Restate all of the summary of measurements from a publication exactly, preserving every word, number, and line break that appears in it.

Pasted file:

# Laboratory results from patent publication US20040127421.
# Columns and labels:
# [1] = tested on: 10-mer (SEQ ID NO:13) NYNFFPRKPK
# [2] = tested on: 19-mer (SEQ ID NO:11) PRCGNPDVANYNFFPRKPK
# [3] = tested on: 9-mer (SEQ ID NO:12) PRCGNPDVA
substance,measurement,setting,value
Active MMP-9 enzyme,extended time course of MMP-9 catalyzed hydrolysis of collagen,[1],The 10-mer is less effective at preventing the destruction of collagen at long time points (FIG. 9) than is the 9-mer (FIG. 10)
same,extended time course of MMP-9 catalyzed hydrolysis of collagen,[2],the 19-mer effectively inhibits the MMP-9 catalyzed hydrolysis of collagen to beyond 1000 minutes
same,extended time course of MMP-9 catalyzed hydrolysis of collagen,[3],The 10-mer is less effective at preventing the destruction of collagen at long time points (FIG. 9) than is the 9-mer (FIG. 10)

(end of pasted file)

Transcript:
# Laboratory results from patent publication US20040127421.
# Columns and labels:
# [1] = tested on: 10-mer (SEQ ID NO:13) NYNFFPRKPK
# [2] = tested on: 19-mer (SEQ ID NO:11) PRCGNPDVANYNFFPRKPK
# [3] = tested on: 9-mer (SEQ ID NO:12) PRCGNPDVA
substance,measurement,setting,value
Active MMP-9 enzyme,extended time course of MMP-9 catalyzed hydrolysis of collagen,[1],The 10-mer is less effective at preventing the destruction of collagen at long time points (FIG. 9) than is the 9-mer (FIG. 10)
same,extended time course of MMP-9 catalyzed hydrolysis of collagen,[2],the 19-mer effectively inhibits the MMP-9 catalyzed hydrolysis of collagen to beyond 1000 minutes
same,extended time course of MMP-9 catalyzed hydrolysis of collagen,[3],The 10-mer is less effective at preventing the destruction of collagen at long time points (FIG. 9) than is the 9-mer (FIG. 10)